Unless you have the financial resources to pay for a private concert, most people go to a concert expecting to be surrounded by hundreds or thousands of others who share a passion for the band that is performing and the music that is being played. While this shared experience can be uplighting and fun, without crowd control what was once enjoyable can turn into a disaster.
It might feel like there is no way to hold someone responsible for the injuries you’ve sustained because after all, how can someone figure out who started a stampede when 18,000 people were involved? However, those in charge of the venue are legally responsible for ensuring that the correct security measures are in place. If they fail to do so, the victims can file a negligent security case against them.
A lawsuit can provide the plaintiff with the compensation that is needed to pay for the total losses that were sustained, including:
Don’t wait to contact our concert accident lawyers – there are strict statutes of limitations in all civil lawsuits which limit the amount of time that a victim has to file. If the statute of limitations passes, those literally crushed at a concert may forever lose the opportunity to recover compensation.
On December 3rd, 1979, the British band The Who arrived in Cincinnati, Ohio to perform for nearly 20,000 fans. The show was set to begin at 8:00 p.m., however, the band was running behind schedule and as a result, the venue doors were still not open at 7:45 p.m., causing a very large, very upset crowd to perform.
The band, unaware of the atmosphere that was forming outside of the doors, began to warm up. Unfortunately, the concert goer’s could hear the music and assumed that the concert had begun without them.
Those in the back began to push forward and anyone unlucky enough to be against the door had nowhere to go. Eventually, two doors were opened but when it became clear that those were the only two doors that were unlocked, the crowd pushed even harder, causing a literal stampede.
Many people were knocked to the ground while others were crushed against the building or against other bodies. As a result, eleven people died from asphyxiation, having been crushed to the point where they were unable to take in a breath. Those who were lucky to survive sustained serious injuries from being trampled.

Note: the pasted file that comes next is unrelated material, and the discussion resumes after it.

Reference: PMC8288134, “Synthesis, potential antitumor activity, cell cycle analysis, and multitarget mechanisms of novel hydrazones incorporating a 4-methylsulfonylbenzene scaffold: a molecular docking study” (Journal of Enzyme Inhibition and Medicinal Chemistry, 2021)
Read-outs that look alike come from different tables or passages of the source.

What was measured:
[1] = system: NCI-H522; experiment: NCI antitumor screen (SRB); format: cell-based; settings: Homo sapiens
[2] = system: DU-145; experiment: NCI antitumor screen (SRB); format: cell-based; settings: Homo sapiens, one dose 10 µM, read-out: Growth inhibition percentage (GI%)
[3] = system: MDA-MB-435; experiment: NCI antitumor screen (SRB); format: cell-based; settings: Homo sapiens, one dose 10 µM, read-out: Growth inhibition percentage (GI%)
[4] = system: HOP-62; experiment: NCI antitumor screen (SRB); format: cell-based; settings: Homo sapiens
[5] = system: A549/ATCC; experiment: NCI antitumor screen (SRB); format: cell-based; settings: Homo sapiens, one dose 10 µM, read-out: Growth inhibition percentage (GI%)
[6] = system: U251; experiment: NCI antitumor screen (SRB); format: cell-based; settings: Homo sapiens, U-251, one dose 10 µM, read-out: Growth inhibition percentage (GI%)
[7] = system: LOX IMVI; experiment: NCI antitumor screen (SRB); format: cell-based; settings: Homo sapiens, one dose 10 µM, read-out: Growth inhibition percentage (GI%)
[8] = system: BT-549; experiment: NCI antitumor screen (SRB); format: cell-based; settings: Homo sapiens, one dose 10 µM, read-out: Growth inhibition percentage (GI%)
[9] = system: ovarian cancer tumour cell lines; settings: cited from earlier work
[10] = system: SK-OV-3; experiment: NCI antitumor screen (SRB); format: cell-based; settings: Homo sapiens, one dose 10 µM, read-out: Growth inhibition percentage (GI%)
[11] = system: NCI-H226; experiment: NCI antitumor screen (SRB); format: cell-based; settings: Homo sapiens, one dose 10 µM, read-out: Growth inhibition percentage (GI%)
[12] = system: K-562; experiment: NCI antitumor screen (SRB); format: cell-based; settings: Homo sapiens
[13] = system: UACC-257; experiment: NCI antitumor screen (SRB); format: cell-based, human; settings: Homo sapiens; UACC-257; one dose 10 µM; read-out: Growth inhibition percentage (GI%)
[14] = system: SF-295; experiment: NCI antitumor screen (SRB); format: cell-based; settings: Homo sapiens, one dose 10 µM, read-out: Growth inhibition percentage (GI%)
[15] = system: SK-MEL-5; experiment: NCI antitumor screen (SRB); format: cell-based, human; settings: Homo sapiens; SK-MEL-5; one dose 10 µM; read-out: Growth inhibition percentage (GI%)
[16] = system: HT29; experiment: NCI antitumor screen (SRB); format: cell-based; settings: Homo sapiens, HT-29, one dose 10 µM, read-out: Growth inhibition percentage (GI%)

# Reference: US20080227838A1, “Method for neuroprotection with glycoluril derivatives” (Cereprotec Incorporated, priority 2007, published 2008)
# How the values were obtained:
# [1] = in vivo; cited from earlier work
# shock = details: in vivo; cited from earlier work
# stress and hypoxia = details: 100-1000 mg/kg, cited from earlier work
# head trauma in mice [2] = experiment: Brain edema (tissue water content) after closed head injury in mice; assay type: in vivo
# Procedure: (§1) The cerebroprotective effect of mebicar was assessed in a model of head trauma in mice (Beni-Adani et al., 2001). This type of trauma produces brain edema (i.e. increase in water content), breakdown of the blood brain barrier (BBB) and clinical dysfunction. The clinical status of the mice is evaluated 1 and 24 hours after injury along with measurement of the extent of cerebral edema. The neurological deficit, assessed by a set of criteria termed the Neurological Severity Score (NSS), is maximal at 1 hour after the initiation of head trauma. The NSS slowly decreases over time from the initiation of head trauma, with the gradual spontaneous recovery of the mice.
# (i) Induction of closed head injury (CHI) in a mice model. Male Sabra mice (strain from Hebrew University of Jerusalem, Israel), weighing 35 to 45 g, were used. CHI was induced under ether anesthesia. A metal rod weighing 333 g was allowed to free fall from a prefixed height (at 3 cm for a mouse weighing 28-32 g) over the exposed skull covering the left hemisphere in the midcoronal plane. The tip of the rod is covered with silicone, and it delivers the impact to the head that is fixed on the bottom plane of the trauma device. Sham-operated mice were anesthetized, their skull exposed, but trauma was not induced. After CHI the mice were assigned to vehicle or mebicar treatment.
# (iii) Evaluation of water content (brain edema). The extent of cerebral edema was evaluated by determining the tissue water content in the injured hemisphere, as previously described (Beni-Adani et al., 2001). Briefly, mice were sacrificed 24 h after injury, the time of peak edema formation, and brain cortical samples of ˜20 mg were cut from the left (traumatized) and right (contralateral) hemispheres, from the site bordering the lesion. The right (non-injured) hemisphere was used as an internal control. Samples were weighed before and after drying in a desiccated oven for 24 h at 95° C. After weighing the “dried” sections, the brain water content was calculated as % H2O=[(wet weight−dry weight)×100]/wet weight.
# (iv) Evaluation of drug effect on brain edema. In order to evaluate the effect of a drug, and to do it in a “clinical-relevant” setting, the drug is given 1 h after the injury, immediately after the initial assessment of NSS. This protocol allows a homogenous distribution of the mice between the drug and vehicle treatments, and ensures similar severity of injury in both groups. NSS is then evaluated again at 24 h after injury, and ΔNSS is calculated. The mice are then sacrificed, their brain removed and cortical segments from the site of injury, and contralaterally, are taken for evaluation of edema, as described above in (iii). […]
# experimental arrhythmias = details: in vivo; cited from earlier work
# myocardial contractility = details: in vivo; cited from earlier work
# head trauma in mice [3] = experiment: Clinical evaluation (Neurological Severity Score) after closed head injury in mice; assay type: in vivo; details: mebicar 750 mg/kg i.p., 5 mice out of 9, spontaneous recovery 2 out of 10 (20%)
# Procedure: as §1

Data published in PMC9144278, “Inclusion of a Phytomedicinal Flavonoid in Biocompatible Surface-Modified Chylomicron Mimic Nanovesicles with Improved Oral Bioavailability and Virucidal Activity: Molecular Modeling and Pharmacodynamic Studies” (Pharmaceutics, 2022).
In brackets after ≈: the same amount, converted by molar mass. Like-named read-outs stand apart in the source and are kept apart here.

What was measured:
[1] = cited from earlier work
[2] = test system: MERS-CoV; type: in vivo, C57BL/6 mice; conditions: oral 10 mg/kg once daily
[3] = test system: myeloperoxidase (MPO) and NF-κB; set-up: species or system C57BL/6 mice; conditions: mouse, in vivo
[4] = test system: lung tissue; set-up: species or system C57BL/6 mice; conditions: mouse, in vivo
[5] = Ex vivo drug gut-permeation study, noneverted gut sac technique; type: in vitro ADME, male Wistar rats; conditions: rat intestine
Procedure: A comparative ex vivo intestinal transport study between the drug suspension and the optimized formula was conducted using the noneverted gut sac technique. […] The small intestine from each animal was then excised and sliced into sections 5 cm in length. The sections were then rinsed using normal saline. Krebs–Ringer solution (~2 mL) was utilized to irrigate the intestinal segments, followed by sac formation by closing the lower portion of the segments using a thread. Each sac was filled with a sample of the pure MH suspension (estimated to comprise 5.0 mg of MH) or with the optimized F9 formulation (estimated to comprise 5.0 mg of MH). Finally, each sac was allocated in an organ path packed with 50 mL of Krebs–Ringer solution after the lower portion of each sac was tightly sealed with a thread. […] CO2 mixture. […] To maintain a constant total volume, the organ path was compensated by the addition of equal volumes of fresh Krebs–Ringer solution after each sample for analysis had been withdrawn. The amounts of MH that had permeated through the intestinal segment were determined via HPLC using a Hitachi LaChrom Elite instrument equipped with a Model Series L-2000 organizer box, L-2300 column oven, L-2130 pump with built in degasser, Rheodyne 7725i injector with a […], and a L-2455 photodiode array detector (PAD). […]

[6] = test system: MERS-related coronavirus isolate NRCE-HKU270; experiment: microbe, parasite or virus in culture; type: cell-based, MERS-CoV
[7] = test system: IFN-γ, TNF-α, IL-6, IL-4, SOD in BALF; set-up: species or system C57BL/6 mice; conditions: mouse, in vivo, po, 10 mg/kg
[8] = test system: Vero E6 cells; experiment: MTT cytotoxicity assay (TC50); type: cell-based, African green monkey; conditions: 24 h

It was later determined that only 25 police officers were in place to handle crowd control despite the fact that more than 18,000 tickets to the event were sold.
Crowd control problems are not new and despite numerous instances where people have lost their lives, venue owners, managers, and security companies still fail to take the proper precautions, causing many concert goers to be seriously hurt or killed. While it’s not possible to go back and time and change those events, it is possible for the victims and their loved ones to take legal action and to get the compensation they deserve.
If the victim does not survive their injuries, their loved ones may be able to pursue legal action. Typically, eligible family members include the parents, spouses, and children of the deceased, however, if another family member was dependent upon them, they too may be eligible.
Plaintiffs filing a wrongful death lawsuit can collect additional compensation for funeral and burial expenses, lost inheritance, and lost companionship.
While there is no way to predict exactly how much you and your loved ones could gain from filing a lawsuit, we can calculate your losses and all lawsuits are designed to cover those losses.
For example, if the plaintiff sustained a brain injury and their medical expenses to date have totaled $500,000, their doctor predicts that they will require an additional $2 million in medical care over their remaining lifetime, and they are unable to work as a result, causing them to lose $3 million in lost wages, the compensation that they recover should be at least $5.5 million. That’s not taking into account any additional compensation that would be given to cover their physical and emotional trauma.
It can be difficult to know who was responsible for the situation which resulted in your injury. This is why it’s important to contact an attorney after you’ve been hurt at a concert.
While you take the time that you need to get the proper medical care and to focus on healing, an attorney can review the case and determine exactly who was at fault. Then, they will begin to collect all of the necessary information required to prove that their client’s injuries were caused by a failure to implement crowd control. Evidence may consist of:
When the party responsible realize that they may risk losing a significant amount of money, evidence often “disappears”, never to be found again, which is why a call should be made to our law firm as quickly as possible.
Also keep in mind that there are strict time limits when it comes to filing negligent security claims and if the statute of limitations passes, you may no longer be able to pursue legal action. Don’t hesitate, contact us today.
Continue reading concert accident articles like: https://banvillelaw.com/concert-accidents/defective-equipment/